Julien: Bruins will keep working on powerplay

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Julien: Bruins will keep working on powerplay

BOSTON -- If the Bruins hadn't won Game 1 on Thursday night, the main topic of conversation following the game would have been the power play.

Even Claude Julien admitted such, following his team's 1-0 overtime win over the Washington Capitals at the TD Garden.

But Chris Kelly's blast from the left circle, just 1:18 into OT, sent everybody in Boston home happy, and the Bruins' 0-for-4 night on the man advantage was merely an afterthought.

It was a thought, nonetheless.

"We had a couple of good opportunities, but I think that we have to get more pucks to the net, for sure," said Bruins forward Brian Rolston after the Game 1 win. "I think that Washington did a good job though. We're in the playoffs. Everybody's blocking shots. We have to find a way to get pucks through. That's a huge thing."

In their eight minutes on the power play, the Bruins had seven shots on goal. Some perfect opportunities were squandered through bouncing pucks and whiffed attempts at one-timers, but for the most part, the Bruins just didn't find enough openings to get enough puck movement.

It's a problem that didn't begin on Thursday night. The power play was a problem for this Bruins team last postseason as well. In fact, it was the worst in the playoffs.

But still, the B's have a ring to show for it. Mainly because their penalty kill was one of the best in the postseason.

Boston's penalty kill also prevented Washington's power play from scoring on Thursday night. The Capitals finished the game 0-for-2 on the man advantage.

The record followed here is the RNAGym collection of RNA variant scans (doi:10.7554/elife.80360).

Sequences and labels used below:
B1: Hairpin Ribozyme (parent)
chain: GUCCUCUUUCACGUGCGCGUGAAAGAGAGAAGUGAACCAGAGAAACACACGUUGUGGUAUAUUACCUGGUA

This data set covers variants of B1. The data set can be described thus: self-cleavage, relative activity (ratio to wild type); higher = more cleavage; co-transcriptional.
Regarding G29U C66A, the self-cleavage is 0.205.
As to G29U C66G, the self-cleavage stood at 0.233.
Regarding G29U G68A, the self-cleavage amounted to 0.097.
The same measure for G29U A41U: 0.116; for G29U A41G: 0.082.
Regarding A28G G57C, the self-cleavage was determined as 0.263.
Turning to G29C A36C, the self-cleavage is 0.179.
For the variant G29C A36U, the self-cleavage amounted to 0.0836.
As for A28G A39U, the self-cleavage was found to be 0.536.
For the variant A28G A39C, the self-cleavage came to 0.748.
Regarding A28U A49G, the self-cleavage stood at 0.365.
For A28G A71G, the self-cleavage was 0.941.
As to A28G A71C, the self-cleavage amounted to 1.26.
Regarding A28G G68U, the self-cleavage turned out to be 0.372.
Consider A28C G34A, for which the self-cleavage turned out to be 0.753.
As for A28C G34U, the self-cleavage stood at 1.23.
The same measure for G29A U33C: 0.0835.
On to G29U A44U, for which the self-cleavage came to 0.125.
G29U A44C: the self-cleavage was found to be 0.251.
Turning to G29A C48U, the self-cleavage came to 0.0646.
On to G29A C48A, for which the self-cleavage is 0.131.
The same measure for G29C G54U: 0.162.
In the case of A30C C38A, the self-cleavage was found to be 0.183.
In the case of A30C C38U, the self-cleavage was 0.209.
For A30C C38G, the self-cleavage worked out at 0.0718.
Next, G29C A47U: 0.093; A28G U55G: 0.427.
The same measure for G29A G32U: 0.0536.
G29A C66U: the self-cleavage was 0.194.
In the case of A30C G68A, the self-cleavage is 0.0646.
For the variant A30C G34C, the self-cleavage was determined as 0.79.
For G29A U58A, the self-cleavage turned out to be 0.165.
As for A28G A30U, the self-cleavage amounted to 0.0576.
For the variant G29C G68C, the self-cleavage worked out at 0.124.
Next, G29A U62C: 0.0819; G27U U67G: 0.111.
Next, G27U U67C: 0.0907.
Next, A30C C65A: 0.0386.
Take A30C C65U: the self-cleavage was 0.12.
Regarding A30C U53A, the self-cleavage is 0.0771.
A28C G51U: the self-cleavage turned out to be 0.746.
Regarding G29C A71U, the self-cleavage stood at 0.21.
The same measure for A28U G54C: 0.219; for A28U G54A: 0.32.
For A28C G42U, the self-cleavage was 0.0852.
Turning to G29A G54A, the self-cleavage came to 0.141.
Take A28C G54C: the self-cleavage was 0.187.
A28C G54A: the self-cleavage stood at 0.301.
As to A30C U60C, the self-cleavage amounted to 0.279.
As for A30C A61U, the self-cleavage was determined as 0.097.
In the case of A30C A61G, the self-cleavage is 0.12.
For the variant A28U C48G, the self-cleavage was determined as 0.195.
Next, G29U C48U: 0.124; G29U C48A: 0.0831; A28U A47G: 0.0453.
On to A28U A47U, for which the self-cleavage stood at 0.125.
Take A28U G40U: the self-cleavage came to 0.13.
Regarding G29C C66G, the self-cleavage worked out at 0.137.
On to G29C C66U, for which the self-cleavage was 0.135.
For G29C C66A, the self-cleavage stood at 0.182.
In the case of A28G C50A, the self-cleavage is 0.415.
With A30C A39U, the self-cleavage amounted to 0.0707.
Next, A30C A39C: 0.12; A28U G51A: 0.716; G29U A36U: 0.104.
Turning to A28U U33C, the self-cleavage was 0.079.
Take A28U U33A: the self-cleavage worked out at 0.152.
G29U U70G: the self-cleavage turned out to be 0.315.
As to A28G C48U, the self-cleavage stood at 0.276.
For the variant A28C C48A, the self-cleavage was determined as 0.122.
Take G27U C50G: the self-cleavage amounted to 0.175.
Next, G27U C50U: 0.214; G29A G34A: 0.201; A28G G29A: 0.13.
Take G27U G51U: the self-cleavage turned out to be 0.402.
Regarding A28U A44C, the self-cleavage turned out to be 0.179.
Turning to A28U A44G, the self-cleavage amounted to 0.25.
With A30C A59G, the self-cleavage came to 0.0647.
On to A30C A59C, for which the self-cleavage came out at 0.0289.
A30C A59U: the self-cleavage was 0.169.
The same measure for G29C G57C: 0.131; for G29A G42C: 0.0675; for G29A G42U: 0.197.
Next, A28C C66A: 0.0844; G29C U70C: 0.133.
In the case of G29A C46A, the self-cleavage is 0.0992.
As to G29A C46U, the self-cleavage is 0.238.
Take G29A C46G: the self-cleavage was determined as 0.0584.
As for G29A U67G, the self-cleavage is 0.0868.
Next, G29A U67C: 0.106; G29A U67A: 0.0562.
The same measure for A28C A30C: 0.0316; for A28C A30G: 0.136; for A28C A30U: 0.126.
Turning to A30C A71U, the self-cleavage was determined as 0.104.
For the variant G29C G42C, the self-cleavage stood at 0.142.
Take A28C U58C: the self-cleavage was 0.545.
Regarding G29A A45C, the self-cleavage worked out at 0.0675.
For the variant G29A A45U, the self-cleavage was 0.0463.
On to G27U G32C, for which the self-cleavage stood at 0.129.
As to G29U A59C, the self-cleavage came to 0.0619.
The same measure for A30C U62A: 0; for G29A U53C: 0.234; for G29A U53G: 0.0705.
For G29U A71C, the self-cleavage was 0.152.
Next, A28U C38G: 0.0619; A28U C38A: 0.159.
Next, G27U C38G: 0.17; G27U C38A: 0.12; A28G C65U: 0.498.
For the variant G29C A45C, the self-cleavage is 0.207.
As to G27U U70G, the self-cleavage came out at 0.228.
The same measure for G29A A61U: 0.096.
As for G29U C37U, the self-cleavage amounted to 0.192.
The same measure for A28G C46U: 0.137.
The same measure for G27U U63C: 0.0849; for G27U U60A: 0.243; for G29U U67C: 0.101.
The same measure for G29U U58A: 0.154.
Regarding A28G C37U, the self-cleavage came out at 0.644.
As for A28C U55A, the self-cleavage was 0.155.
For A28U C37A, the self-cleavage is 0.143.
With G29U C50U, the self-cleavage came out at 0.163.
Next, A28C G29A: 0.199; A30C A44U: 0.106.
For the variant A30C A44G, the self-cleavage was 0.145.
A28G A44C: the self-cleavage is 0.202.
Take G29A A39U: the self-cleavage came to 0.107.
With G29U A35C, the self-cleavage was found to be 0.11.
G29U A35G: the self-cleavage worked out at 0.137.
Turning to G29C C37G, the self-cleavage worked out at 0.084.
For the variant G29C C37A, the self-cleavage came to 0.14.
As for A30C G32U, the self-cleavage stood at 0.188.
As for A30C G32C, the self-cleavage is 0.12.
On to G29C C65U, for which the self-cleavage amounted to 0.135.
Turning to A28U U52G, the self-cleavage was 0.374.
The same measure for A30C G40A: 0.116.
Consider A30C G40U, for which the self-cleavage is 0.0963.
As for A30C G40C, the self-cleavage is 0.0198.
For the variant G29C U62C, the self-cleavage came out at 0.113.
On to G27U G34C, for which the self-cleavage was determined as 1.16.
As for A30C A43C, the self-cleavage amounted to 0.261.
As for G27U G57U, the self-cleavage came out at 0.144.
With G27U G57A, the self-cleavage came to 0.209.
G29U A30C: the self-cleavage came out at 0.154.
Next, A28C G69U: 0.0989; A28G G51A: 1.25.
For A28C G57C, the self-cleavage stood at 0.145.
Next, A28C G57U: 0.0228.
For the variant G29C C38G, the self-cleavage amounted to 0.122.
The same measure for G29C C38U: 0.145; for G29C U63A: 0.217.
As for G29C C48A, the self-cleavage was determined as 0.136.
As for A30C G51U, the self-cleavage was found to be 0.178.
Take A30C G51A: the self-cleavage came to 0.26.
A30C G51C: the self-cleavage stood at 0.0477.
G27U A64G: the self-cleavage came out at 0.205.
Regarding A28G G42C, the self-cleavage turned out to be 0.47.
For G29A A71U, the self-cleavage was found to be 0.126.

Obviously the Bruins want to improve their power play, but knowing that they still have a chance to win a Stanley Cup -- and a game against the Capitals -- even if it doesn't improve, is somewhat relieving.

"Well, if you don't get scored on, that always helps, right? But you want to use your man advantage to score," said Bruins defenseman Dennis Seidenberg after Thursday's win. "We just didn't seem to get those lanes and enough movement in order to get shooting lanes. We just have to be better.

"If we have four or five power plays, you've got to score on one of them. But again, we did a good job on the penalty kill, and we just have to improve on the power play I think."

So the Bruins will get back to work on Friday. And they will work on the power play once again. But how does it improve in games?

"Sliding and having a lot of movement up top at the blue line," said Seidenberg. "Finding shooting lanes with guys in front of the net. The puck movement's got to be poised. We've got to make stick-to-stick passes and attack when it's the right time to attack. And go from there."

Those stick-to-stick passes weren't crisp and clean in Game 1, and the puck movement wasn't smooth. But a win's a win.

And while it seems a poor power play these days isn't the end of the world, it certainly will be something they'll continue to address.

"Our guys weren't seeing much tonight," said Julien. "There were some openings that we could have used. And then, we were passing the puck a little too much versus shooting it. When we made some of those passes, some of those guys should have ripped a shot right away, and instead we stopped it and we started looking for another play.

"It's unfortunate, because at practice this week, I thought our guys were moving the puck well," added Julien. "They were finding the openings that we didn't find tonight. So, we'll keep working on that, and hopefully make it a better situation. Because there's no doubt, if we don't win the game tonight, we'd be talking a lot about that being the reason we lost."

Bruins bouncing between left wings Schaller and Spooner on Krejci line

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Bruins bouncing between left wings Schaller and Spooner on Krejci line

BRIGHTON, Mass. – It certainly doesn’t feel like it will go on forever this way for the Bruins, but at this point it’s essentially a case of musical left wings on the David Krejci line as it’s been for much of this season. 

Ryan Spooner has spent the majority of the season adjusting to playing the wing with Krejci, and has been just okay trying to play away from his natural center spot while using his speed and playmaking on the wing. But the speedy Spooner also spent his share of time lately on the fourth line after getting off to a slow offensive start this season with three goals and eight points along with a minus-1 rating in 23 games.